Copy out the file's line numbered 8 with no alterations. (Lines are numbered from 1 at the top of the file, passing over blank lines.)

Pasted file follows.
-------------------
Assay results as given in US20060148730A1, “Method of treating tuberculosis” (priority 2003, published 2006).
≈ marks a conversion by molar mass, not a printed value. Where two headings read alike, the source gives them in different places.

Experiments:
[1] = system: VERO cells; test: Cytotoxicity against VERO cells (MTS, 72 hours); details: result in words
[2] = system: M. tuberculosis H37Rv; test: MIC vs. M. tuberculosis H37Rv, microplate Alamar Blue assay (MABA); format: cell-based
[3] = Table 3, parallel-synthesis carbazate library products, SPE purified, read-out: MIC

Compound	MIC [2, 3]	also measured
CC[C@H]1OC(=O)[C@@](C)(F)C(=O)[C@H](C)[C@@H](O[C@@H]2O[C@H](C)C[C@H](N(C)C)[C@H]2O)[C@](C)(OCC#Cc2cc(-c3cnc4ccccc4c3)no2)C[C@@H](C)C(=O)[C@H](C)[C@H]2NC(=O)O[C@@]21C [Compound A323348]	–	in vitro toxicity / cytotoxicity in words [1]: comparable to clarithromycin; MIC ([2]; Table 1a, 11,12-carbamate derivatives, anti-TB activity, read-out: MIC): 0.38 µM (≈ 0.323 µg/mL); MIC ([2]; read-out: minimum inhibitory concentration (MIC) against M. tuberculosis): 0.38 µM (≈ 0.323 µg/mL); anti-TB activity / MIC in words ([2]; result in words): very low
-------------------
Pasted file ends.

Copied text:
CC[C@H]1OC(=O)[C@@](C)(F)C(=O)[C@H](C)[C@@H](O[C@@H]2O[C@H](C)C[C@H](N(C)C)[C@H]2O)[C@](C)(OCC#Cc2cc(-c3cnc4ccccc4c3)no2)C[C@@H](C)C(=O)[C@H](C)[C@H]2NC(=O)O[C@@]21C [Compound A323348]	–	in vitro toxicity / cytotoxicity in words [1]: comparable to clarithromycin; MIC ([2]; Table 1a, 11,12-carbamate derivatives, anti-TB activity, read-out: MIC): 0.38 µM (≈ 0.323 µg/mL); MIC ([2]; read-out: minimum inhibitory concentration (MIC) against M. tuberculosis): 0.38 µM (≈ 0.323 µg/mL); anti-TB activity / MIC in words ([2]; result in words): very low